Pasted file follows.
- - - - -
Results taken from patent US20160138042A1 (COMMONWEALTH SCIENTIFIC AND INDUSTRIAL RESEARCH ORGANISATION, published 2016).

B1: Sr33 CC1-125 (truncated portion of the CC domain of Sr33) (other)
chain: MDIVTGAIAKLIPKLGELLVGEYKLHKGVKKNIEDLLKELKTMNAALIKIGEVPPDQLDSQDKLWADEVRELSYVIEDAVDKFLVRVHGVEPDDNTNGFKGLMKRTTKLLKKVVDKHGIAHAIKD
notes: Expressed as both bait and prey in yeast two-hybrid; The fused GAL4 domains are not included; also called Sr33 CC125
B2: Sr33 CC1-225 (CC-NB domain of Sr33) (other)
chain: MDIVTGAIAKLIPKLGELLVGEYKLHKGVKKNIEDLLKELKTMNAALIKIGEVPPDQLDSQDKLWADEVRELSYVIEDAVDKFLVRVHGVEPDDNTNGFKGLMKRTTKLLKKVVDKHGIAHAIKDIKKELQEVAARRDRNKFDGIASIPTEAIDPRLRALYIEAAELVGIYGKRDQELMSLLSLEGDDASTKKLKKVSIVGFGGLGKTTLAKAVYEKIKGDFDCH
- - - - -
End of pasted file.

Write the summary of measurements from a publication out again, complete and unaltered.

Results taken from patent US20160138042A1 (COMMONWEALTH SCIENTIFIC AND INDUSTRIAL RESEARCH ORGANISATION, published 2016).

B1: Sr33 CC1-125 (truncated portion of the CC domain of Sr33) (other)
chain: MDIVTGAIAKLIPKLGELLVGEYKLHKGVKKNIEDLLKELKTMNAALIKIGEVPPDQLDSQDKLWADEVRELSYVIEDAVDKFLVRVHGVEPDDNTNGFKGLMKRTTKLLKKVVDKHGIAHAIKD
notes: Expressed as both bait and prey in yeast two-hybrid; The fused GAL4 domains are not included; also called Sr33 CC125
B2: Sr33 CC1-225 (CC-NB domain of Sr33) (other)
chain: MDIVTGAIAKLIPKLGELLVGEYKLHKGVKKNIEDLLKELKTMNAALIKIGEVPPDQLDSQDKLWADEVRELSYVIEDAVDKFLVRVHGVEPDDNTNGFKGLMKRTTKLLKKVVDKHGIAHAIKDIKKELQEVAARRDRNKFDGIASIPTEAIDPRLRALYIEAAELVGIYGKRDQELMSLLSLEGDDASTKKLKKVSIVGFGGLGKTTLAKAVYEKIKGDFDCH